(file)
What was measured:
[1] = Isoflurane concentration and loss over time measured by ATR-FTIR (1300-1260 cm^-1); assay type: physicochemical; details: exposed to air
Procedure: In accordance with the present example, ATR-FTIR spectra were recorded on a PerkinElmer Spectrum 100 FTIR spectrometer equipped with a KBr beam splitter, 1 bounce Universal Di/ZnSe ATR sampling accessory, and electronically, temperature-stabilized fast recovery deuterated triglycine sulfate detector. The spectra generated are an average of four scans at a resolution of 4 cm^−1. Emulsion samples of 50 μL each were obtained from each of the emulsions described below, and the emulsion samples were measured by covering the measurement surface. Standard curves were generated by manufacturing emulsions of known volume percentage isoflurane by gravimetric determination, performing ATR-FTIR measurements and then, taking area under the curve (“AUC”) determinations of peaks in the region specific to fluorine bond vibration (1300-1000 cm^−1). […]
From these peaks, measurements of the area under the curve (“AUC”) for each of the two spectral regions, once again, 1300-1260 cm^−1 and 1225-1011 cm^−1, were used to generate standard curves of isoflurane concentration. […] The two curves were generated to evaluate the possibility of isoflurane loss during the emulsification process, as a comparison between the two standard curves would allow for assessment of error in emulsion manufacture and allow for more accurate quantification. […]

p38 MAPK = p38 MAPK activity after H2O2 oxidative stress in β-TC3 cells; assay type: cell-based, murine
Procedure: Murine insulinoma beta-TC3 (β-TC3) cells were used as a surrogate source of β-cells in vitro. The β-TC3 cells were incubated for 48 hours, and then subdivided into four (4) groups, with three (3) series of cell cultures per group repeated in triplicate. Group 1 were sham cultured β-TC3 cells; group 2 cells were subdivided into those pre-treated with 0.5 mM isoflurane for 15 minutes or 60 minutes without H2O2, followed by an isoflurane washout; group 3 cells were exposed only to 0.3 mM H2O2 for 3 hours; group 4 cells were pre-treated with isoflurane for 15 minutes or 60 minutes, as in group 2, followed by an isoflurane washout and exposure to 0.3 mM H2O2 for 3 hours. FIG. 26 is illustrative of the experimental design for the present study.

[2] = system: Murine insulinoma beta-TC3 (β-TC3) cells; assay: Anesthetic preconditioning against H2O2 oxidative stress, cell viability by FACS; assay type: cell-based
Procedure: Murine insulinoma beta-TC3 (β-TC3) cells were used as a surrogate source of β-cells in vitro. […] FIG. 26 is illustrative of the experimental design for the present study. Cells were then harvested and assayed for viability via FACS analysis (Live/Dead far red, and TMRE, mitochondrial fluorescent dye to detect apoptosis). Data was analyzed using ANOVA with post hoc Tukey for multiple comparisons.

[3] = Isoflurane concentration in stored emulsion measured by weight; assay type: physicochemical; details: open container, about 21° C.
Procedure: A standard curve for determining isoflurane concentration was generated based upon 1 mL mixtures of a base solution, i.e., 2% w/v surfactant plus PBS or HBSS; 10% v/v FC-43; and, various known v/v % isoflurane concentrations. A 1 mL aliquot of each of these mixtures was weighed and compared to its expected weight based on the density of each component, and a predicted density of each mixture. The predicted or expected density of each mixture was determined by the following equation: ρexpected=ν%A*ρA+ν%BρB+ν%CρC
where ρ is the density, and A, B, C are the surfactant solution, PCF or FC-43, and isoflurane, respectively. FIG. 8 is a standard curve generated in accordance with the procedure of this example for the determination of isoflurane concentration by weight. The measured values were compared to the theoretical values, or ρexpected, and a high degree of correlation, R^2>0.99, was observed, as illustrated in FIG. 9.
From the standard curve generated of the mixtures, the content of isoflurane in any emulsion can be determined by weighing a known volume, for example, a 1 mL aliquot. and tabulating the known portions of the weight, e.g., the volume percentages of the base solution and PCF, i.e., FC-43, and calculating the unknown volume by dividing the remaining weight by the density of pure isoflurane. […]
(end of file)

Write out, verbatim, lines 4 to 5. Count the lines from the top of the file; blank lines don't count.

From these peaks, measurements of the area under the curve (“AUC”) for each of the two spectral regions, once again, 1300-1260 cm^−1 and 1225-1011 cm^−1, were used to generate standard curves of isoflurane concentration. […] The two curves were generated to evaluate the possibility of isoflurane loss during the emulsification process, as a comparison between the two standard curves would allow for assessment of error in emulsion manufacture and allow for more accurate quantification. […]

p38 MAPK = p38 MAPK activity after H2O2 oxidative stress in β-TC3 cells; assay type: cell-based, murine